Embracing The Ai Revolution

Issue 95

By Geoffrey Stanford, Headmaster of Newcastle Royal Grammar School

Much has been written on the subject of Artificial Intelligence and the effect it will have on so many areas of our lives. Some remain cautious of its growing presence but I remember speaking to an Oxford professor who said that, when he was doing his engineering finals in 1973, people were debating whether calculators should be allowed. By 1974 everybody had them.

Uptake of AI over the course of the last few months has shown that it is already even more pervasive with the potential for substantially greater impact. For better or worse, AI is here to stay and we need to learn to live with it, and seize the opportunities.

There are many ways AI and data technologies can be used in school, including providing individualised instruction or feedback to students to support intervention from the teacher. More advanced systems can automatically adapt to the level of challenge to keep a learner motivated and on task, while students can use AI programs to help generate and expand ideas. Indeed, AI will soon be a part of most productivity and creativity tools, blending with human output. At the RGS, we therefore aim to harness the power of AI to enhance education, supporting both students and teachers, and create inclusive learning environments.

Our approach is to teach pupils to use it with integrity within their research and task completion. In doing so, we aim to help them use AI effectively and make good decisions, embracing AI’s opportunities to work together to be creators and problem solvers, not just content generators.

While recognising the power of AI for educational benefits, we also have to be mindful about its limitations that derive from both the data AI drawns upon and the ethical overlay that humans have added. We need to use AI and data technologies in a manner that is fair and does not lead to discrimination. This includes ensuring that these technologies do not reinforce existing biases or create new ones, which means that all users of AI, including students, teachers and administrators are expected to use the technology in a responsible and ethical manner. This means we will continually need to stay abreast of any potential biases in these technologies, take steps to mitigate them and retain a critical lens.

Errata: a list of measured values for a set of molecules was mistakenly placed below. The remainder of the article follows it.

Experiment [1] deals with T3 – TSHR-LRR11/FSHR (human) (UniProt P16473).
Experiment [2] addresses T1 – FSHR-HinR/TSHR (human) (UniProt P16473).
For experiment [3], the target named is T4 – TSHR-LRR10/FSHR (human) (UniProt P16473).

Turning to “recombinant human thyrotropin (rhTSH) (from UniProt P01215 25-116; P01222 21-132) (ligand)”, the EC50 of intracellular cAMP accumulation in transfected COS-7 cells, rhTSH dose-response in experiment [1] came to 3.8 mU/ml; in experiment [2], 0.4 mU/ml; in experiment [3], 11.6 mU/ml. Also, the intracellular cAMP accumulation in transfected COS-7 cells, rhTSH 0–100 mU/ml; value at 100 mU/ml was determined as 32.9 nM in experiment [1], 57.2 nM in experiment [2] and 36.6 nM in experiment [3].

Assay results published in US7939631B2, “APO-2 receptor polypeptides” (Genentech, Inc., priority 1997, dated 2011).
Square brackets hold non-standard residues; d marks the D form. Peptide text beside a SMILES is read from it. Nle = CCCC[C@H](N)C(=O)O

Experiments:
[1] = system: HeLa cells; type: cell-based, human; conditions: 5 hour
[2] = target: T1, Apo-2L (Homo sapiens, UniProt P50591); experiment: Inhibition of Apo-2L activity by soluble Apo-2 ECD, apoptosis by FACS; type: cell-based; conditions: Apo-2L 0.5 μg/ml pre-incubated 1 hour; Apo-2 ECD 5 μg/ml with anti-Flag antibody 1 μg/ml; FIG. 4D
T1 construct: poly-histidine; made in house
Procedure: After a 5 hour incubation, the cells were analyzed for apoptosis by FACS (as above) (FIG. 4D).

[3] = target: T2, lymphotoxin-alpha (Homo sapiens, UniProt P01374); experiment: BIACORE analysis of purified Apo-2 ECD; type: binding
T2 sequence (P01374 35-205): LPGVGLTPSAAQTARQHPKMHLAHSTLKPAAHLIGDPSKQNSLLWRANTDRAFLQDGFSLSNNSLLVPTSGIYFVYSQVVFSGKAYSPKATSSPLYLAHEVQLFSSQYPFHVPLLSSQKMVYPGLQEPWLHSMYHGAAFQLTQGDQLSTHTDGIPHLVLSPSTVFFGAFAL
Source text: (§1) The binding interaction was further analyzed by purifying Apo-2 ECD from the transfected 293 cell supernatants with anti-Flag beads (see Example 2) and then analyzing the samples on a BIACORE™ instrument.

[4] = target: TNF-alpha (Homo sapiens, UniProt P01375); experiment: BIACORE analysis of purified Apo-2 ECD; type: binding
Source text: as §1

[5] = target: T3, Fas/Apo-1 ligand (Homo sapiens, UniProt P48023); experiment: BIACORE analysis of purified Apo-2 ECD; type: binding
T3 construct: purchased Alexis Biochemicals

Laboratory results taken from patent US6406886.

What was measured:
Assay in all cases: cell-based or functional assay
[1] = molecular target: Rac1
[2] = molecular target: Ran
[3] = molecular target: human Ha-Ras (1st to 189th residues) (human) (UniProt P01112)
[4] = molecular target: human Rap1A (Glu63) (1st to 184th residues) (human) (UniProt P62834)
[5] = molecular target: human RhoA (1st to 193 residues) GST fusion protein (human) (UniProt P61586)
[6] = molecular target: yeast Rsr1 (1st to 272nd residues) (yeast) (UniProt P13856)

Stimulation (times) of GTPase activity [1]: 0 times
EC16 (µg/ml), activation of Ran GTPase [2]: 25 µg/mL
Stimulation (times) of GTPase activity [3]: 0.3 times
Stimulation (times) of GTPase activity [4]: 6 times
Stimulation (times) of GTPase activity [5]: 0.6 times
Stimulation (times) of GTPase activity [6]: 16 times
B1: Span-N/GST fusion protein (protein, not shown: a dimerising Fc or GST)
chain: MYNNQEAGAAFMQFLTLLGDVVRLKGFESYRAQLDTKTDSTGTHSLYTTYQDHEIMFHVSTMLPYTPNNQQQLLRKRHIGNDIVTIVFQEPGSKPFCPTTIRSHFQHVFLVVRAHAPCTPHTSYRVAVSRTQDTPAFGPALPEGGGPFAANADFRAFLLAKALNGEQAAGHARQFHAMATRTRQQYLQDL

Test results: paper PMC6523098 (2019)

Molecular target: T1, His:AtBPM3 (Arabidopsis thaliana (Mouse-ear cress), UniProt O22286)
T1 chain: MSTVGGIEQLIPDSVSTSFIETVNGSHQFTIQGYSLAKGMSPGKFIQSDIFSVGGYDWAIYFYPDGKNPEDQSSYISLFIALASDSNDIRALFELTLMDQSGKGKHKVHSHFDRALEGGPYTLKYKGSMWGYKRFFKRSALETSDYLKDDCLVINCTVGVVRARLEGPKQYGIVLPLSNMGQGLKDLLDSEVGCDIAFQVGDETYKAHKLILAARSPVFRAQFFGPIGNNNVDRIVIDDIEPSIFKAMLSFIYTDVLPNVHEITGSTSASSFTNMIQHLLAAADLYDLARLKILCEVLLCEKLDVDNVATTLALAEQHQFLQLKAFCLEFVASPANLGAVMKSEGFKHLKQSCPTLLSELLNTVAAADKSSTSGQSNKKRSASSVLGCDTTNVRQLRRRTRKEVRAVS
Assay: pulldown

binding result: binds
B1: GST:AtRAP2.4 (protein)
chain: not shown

Clearly the submission of AI-generated answers could be a form of plagiarism and the capacity of AI to ‘steal the struggle’ from students needs to be avoided.

While it may be possible to use AI ‘plagiarism detectors’ or even professional academic judgment to identify use of AI, it seems highly likely that this concern will influence the development of how we assess students in the future. At the moment, exam boards only allow AI tools under certain conditions where the student is able to demonstrate that the final submission is the product of their own independent thought and effort. While handwriting exams is, for now, a simple solution, it remains to be seen how long this will survive the march of time as, for many students, typing is likely to become their typical way of working, and so we will need to adapt to more varied forms of assessment.

Our job as educators is to help students understand that the material generated by AI programs may be inaccurate, incomplete, or otherwise problematic so they should check their ideas and answers against other, reputable source materials. Large language models tend to make up incorrect facts and fake citations while code generation models tend to produce inaccurate outputs and image generation models can produce biased or offensive products. Truly responsible use of AI should therefore encourage active engagement and independent thinking, thereby developing skills for life.

Sign-up to our newsletter

  • This field is for validation purposes and should be left unchanged.